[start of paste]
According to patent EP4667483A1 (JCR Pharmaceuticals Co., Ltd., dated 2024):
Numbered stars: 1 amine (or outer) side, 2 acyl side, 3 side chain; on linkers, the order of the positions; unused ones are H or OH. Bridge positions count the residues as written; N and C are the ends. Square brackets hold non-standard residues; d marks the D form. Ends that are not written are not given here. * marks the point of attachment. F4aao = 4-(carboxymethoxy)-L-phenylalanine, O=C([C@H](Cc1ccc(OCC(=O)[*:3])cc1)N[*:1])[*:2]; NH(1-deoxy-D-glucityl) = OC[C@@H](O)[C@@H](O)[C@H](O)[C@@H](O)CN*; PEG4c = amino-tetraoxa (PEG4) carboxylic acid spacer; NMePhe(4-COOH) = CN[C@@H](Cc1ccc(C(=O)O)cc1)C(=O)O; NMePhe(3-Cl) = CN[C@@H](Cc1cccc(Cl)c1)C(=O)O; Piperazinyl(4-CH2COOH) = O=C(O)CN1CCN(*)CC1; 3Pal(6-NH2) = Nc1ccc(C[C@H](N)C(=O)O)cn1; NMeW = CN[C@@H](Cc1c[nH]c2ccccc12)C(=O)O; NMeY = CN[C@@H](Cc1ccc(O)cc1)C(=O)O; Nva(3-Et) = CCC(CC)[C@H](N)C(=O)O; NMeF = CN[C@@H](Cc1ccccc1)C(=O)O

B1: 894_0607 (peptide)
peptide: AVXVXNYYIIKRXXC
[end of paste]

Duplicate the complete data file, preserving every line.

According to patent EP4667483A1 (JCR Pharmaceuticals Co., Ltd., dated 2024):
Numbered stars: 1 amine (or outer) side, 2 acyl side, 3 side chain; on linkers, the order of the positions; unused ones are H or OH. Bridge positions count the residues as written; N and C are the ends. Square brackets hold non-standard residues; d marks the D form. Ends that are not written are not given here. * marks the point of attachment. F4aao = 4-(carboxymethoxy)-L-phenylalanine, O=C([C@H](Cc1ccc(OCC(=O)[*:3])cc1)N[*:1])[*:2]; NH(1-deoxy-D-glucityl) = OC[C@@H](O)[C@@H](O)[C@H](O)[C@@H](O)CN*; PEG4c = amino-tetraoxa (PEG4) carboxylic acid spacer; NMePhe(4-COOH) = CN[C@@H](Cc1ccc(C(=O)O)cc1)C(=O)O; NMePhe(3-Cl) = CN[C@@H](Cc1cccc(Cl)c1)C(=O)O; Piperazinyl(4-CH2COOH) = O=C(O)CN1CCN(*)CC1; 3Pal(6-NH2) = Nc1ccc(C[C@H](N)C(=O)O)cn1; NMeW = CN[C@@H](Cc1c[nH]c2ccccc12)C(=O)O; NMeY = CN[C@@H](Cc1ccc(O)cc1)C(=O)O; Nva(3-Et) = CCC(CC)[C@H](N)C(=O)O; NMeF = CN[C@@H](Cc1ccccc1)C(=O)O

B1: 894_0607 (peptide)
peptide: AVXVXNYYIIKRXXC